If you are wondering whether Obama's student loan forgiveness program, known as REPAYE or the revised pay as you earn scheme, is the right option for your specific situation, then it's important to learn as much as you can about it. In simple terms, the repayment program caps the monthly bills of the person borrowing for education to up to ten percent of income, and ensures that the debt is forgiven following 20 years of payment.

Recently, the terms of this repayment plan were only available to people who had particularly low income regardless of their debt, but the Obama administration has recently opened this program to anyone who had a direct federal loan, regardless of personal circumstances.

1. You're Not Forgiven Straight Away

The first thing to know about Obama's Student Loan Forgiveness Program is that it doesn't simply write off your debt, as wonderful as that might be. Instead, the plan allows you to access complete debt forgiveness after you've already given twenty years worth of monthly payments for your student debt. Simply put, this means that regardless of how much money you borrow for your education, or the amount of money that you still owe after 20 years, you will no longer be required to make any more monthly payments. This can represent a good deal for people who borrow a lot of money for college, but don't necessarily make enough money to pay the debt off.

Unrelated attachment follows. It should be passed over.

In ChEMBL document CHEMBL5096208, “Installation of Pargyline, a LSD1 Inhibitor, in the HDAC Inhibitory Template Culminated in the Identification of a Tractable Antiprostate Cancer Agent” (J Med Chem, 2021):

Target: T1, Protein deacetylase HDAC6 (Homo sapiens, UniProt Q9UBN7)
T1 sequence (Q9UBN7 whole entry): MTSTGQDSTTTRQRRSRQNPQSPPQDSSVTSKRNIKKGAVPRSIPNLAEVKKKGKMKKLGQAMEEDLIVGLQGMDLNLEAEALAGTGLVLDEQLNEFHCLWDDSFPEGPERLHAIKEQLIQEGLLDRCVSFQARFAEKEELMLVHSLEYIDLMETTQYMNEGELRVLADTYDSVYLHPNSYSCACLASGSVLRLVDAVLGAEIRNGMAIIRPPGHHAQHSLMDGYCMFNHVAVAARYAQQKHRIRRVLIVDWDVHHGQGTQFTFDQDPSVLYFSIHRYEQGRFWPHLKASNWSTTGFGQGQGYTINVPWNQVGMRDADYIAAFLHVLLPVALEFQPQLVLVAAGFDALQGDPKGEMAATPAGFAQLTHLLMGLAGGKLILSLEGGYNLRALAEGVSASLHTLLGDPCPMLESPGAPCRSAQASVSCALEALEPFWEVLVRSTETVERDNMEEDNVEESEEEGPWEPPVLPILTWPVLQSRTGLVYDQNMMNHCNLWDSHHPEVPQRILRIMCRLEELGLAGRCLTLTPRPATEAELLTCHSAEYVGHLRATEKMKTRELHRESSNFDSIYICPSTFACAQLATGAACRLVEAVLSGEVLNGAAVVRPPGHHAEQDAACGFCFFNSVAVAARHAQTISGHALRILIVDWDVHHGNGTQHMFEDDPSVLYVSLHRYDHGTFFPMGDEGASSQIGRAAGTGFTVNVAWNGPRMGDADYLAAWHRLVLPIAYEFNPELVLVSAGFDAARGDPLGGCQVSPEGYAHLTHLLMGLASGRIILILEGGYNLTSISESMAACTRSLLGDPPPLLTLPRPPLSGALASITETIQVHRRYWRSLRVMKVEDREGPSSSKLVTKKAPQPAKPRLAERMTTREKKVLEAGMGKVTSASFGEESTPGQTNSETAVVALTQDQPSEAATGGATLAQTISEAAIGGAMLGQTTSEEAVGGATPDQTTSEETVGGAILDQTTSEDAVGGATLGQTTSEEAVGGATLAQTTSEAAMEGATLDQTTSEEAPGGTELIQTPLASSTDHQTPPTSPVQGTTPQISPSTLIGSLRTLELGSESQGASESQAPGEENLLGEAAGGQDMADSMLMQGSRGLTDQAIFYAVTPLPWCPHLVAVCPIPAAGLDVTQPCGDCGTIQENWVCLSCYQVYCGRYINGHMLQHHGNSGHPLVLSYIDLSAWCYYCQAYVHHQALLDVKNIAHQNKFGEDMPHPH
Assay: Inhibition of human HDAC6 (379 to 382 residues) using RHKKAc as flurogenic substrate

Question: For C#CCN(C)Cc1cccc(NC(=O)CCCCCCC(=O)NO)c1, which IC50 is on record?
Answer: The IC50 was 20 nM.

2. All Direct Federal Loans Are Eligible

The next important thing to know about Obama's student loan forgiveness program is that all direct federal loans can be forgiven so long as they are not in default. In other words, if you have an old bank-based loan from the Federal Family Education Loan Program or a Perkins loan, then you might be able to consolidate that debt into a direct loan so that you can take advantage of the new REPAYE scheme. However, it is important to note that Parent Plus loans aren't eligible for the program.

3. Your Repayments Will Still Be Based on Your Income

Although you don't need to have a low income to qualify for Obama's student loan forgiveness program, the amount you have to pay on a monthly basis will be based on your discretionary income, which is whatever you earn that is above 150 percent of the federal poverty line. This simply means that if your income is higher, your monthly repayments will be capped at a higher rate, whereas if your income is low, you may not have to pay anything at all.

4. The Remaining Debt Is Wiped Away After 20 Years

After you have made twenty years' worth of payments on your student loans, the remaining unpaid debt will be erased. The only problem with this is that the Internal Revenue Service may consider the amount that has been forgiven as taxable income. Unless Congress changes those rules, the amount of loan that is forgiven will be added onto your income, which could bring you to a higher tax bracket.